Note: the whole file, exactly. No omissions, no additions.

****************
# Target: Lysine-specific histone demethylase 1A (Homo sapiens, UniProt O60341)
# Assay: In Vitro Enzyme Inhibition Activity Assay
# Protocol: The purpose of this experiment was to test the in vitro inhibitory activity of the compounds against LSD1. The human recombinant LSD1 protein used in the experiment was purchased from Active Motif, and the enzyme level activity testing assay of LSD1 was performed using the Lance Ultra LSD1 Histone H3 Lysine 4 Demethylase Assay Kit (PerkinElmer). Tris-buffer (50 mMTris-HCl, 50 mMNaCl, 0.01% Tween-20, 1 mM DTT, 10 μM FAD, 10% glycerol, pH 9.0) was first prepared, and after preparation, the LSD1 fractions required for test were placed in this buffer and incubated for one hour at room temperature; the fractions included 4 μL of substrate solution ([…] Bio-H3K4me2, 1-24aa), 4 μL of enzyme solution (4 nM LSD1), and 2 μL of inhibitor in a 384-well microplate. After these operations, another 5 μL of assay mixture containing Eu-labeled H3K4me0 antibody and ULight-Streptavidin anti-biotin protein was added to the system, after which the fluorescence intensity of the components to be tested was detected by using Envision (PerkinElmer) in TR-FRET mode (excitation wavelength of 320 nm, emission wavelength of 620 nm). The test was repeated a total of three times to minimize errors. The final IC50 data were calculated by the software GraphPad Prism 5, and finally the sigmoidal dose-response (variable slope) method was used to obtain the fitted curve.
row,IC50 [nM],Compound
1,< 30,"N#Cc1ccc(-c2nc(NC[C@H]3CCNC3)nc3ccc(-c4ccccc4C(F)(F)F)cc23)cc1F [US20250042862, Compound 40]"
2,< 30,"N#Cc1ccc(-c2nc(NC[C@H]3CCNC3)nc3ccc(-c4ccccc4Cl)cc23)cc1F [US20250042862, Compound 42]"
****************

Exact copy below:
# Target: Lysine-specific histone demethylase 1A (Homo sapiens, UniProt O60341)
# Assay: In Vitro Enzyme Inhibition Activity Assay
# Protocol: The purpose of this experiment was to test the in vitro inhibitory activity of the compounds against LSD1. The human recombinant LSD1 protein used in the experiment was purchased from Active Motif, and the enzyme level activity testing assay of LSD1 was performed using the Lance Ultra LSD1 Histone H3 Lysine 4 Demethylase Assay Kit (PerkinElmer). Tris-buffer (50 mMTris-HCl, 50 mMNaCl, 0.01% Tween-20, 1 mM DTT, 10 μM FAD, 10% glycerol, pH 9.0) was first prepared, and after preparation, the LSD1 fractions required for test were placed in this buffer and incubated for one hour at room temperature; the fractions included 4 μL of substrate solution ([…] Bio-H3K4me2, 1-24aa), 4 μL of enzyme solution (4 nM LSD1), and 2 μL of inhibitor in a 384-well microplate. After these operations, another 5 μL of assay mixture containing Eu-labeled H3K4me0 antibody and ULight-Streptavidin anti-biotin protein was added to the system, after which the fluorescence intensity of the components to be tested was detected by using Envision (PerkinElmer) in TR-FRET mode (excitation wavelength of 320 nm, emission wavelength of 620 nm). The test was repeated a total of three times to minimize errors. The final IC50 data were calculated by the software GraphPad Prism 5, and finally the sigmoidal dose-response (variable slope) method was used to obtain the fitted curve.
row,IC50 [nM],Compound
1,< 30,"N#Cc1ccc(-c2nc(NC[C@H]3CCNC3)nc3ccc(-c4ccccc4C(F)(F)F)cc23)cc1F [US20250042862, Compound 40]"
2,< 30,"N#Cc1ccc(-c2nc(NC[C@H]3CCNC3)nc3ccc(-c4ccccc4Cl)cc23)cc1F [US20250042862, Compound 42]"